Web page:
Taliban’s changed stand towards Jammu and Kashmir is an opportunity for India
Taliban’s stand regarding Jammu and Kashmir seems to have changed and reveals that wants to adopt more balanced approach in the region and perhaps doesn’t want to be seen as pawn in Pakistan’s hands
In a significant development Taliban on August 8, 2019 urged India and Pakistan to refrain from taking steps that could pave a way for "violence and complications" in the region.
They also said the India-Pakistan rift over Jammu and Kashmir should not be linked with the situation in Afghanistan.
"Linking the issue of Kashmir with that of Afghanistan by some parties will not aid in improving the crisis at hand because the issue of Afghanistan is not related nor should Afghanistan be turned into the theatre of competition between other countries," Taliban spokesman Zabihullah Mujahid said in a statement.
The statement, a significant departure from the earlier policy of Taliban, came after reports that the revival of this outfit after the complete withdrawal of American forces from Afghanistan in the near future may give a boost to militancy in Kashmir Valley.
The statement also reveals that Taliban has somewhat changed its stand towards India as well as Pakistan and wants to adopt more balanced approach in the region. It perhaps does not want to be seen as the pawn in the hands of Pakistan.
If the intention of Taliban is honest, this is an opportunity for India and one should avoid adopting such a policy which pushes Taliban into the fold of Pakistan.
If one traces the history of insurgency in the Kashmir, one finds that it started in December 1989 when Dr Najibullah-led Communist government was ruling Afghanistan and it was also true that the Soviet forces had withdrawn from that country by then.
Dr Najibullah was overthrown in 1992. This was followed by a period of uncertainty and clashes among various Mujahideen groups for the control on Kabul. Finally, the Northern Alliance managed to control Kabul and continued to rule till September 26, 1996 when Taliban took over the country. They, however, managed to rule the country from southern stronghold of Kandhar, till they were driven out from power in November 2001 by the American-led NATO forces. This was exactly two months after 9/11 bombing of Twin Towers and a block of Pentagon.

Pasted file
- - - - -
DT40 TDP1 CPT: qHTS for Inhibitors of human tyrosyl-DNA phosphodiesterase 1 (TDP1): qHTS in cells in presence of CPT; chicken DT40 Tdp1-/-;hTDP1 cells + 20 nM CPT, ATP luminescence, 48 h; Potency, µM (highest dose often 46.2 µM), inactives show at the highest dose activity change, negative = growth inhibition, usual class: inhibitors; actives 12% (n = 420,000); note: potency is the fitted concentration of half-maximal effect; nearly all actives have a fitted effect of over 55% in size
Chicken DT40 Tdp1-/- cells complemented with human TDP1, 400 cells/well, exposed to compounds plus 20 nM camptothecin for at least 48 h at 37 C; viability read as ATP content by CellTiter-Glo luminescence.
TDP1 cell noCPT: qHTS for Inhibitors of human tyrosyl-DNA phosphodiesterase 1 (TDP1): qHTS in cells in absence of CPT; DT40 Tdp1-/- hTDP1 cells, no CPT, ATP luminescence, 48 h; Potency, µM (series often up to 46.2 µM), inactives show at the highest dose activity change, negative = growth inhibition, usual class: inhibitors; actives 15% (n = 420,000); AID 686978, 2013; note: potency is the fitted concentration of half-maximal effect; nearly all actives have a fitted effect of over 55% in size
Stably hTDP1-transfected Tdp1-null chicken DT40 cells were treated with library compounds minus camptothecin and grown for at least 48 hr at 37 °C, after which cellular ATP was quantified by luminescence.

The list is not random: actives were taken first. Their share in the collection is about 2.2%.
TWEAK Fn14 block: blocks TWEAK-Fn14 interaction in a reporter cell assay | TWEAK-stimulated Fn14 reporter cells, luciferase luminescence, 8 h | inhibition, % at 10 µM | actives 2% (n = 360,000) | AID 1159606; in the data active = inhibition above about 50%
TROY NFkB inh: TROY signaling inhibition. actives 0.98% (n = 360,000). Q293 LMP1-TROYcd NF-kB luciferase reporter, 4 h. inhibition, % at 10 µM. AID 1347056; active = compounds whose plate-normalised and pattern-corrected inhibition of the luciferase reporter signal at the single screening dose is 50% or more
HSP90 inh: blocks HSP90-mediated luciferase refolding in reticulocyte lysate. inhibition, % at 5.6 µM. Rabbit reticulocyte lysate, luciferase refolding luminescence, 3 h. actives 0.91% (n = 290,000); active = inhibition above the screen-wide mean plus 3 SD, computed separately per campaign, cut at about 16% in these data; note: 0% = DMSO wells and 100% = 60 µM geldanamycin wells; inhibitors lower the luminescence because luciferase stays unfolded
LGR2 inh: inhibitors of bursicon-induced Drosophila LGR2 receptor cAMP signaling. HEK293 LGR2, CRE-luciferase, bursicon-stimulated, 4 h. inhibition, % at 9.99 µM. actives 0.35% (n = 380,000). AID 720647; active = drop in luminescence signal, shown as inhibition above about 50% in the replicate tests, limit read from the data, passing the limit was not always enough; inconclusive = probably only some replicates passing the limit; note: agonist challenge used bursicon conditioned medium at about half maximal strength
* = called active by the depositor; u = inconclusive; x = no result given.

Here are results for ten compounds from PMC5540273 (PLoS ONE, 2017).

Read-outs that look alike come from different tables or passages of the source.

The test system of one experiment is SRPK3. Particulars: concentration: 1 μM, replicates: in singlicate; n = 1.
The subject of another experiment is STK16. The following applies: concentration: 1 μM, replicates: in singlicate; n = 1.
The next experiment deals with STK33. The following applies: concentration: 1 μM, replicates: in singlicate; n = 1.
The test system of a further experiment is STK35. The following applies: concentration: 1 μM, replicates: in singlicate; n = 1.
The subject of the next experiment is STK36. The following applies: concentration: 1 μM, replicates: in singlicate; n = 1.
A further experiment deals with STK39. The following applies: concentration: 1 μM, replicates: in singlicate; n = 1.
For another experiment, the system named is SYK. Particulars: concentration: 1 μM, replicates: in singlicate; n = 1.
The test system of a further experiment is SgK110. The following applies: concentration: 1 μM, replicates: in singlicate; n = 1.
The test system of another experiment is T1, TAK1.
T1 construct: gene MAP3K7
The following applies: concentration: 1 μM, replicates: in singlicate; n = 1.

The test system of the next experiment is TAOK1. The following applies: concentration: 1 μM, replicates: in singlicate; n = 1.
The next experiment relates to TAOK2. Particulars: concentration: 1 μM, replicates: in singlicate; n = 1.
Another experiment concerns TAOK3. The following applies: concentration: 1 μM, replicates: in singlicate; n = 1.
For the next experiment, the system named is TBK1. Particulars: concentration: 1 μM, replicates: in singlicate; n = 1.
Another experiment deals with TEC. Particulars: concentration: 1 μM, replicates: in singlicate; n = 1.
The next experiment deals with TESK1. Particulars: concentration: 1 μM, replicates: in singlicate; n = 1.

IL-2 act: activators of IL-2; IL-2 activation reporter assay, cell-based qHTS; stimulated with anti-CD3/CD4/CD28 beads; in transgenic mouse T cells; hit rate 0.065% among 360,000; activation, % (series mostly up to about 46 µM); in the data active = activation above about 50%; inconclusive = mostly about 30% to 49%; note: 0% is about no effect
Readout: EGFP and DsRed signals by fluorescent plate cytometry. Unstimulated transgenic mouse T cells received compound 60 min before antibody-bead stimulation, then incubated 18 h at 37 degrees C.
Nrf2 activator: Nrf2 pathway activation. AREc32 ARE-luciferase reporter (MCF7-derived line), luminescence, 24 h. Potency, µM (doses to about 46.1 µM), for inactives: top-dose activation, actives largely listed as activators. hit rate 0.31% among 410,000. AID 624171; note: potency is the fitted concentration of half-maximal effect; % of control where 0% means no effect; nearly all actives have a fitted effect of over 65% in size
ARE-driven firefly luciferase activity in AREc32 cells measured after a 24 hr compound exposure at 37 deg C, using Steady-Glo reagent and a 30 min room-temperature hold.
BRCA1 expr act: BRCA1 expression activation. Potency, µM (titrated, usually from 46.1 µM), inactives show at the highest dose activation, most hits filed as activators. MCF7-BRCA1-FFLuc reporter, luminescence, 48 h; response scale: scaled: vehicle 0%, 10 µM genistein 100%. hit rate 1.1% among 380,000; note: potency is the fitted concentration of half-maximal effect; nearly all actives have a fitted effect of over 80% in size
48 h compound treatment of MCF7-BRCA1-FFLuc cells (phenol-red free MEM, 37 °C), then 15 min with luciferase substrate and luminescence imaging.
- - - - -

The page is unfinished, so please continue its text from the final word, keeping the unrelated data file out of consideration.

An objective analysis of the Kashmir situation would reveal that militancy was at its peak in the first half of 1990s. The abduction of Dr Rubiya Sayeed, sister of Mehbooba Mufti and the daughter of the then Union home minister Mufti Mohammad Sayeed in the first week of December, 1989 sparked off militancy in the Valley. In fact, her father became the home minister in the VP Singh government just days before this incident.
This was followed by abduction and killing of the vice chancellor of Kashmir University Dr Mushir-ul-Haq in April 1990 and the killing of Mirwaiz of Kashmir, Molvi Farooq, father of present Hurriyat leader Umar Farooq on May 21, 1990.
In May, 1995 militants-led by a Pakistani terrorist Mast Gul holed in Charar-e-Sharif. The Indian forces launched an operation to flush out the militants. The tomb and adjoining area were gutted in fire. However, Mast Gul managed to escape and fled to Pakistan.
So, terrorism in Kashmir preceded the coming to power of Taliban in Afghanistan. It continued even after their take over. The most glaring example was the hijacking of Indian Airlines plane from Kathmandu to Delhi to Kandahar via Amritsar and Dubai in December, 1999. Earlier in the same year, Prime Minister Atal Bihari Vajpayee travelled to Lahore. This was followed by Kargil Operation.
The situation worsened just after 9/11 though General Musharraf and Vajpayee met in Agra between July 14 and 16, 2001. While the NATO forces were gearing up to destroy Taliban after 9/11 militants stormed into the building of Kashmir Assembly in Srinagar on October 1, 2001 and killed many people. Later, they attacked the Indian Parliament on December 13 the same year. This incident took place a month after the ouster of Taliban by NATO forces.
Much water has flown since then. The Taliban has a new leadership and another faction called Pakistani Taliban has come up. It is based essentially in Khyber Pakhtunkhwa and is busy waging war against Pakistan.
No doubt, the Afghan Taliban has the backing of Pakistan. Yet it is also a fact that they have learnt a lesson. They have improved their relationship with Iran as well as Russia.
It is most likely that the Afghan Taliban may not allow international terror groups to operate from their country. They are aware as how ISIS has gained some ground in eastern Afghanistan and may challenge them in future.
Sensing the changed scenario, the former commander of Hizb-e-Islami, Gulbuddin Hekmatyar had sometimes back joined hands with the Kabul government.
He was once considered as the closest ally of Pakistan. If an agreement is made in Afghanistan––as it is likely now––and the US withdraws its forces from that country, a new scenario would emerge. President Donald Trump is keen to focus his attention in Persian Gulf.
Thus, there is some scope for India to explore a new possibility in Afghanistan.
True, a friendly regime in Kabul provides strategic depth to Pakistan, yet Afghanistan cannot be considered as the lost cause for us after the withdrawal of the US forces.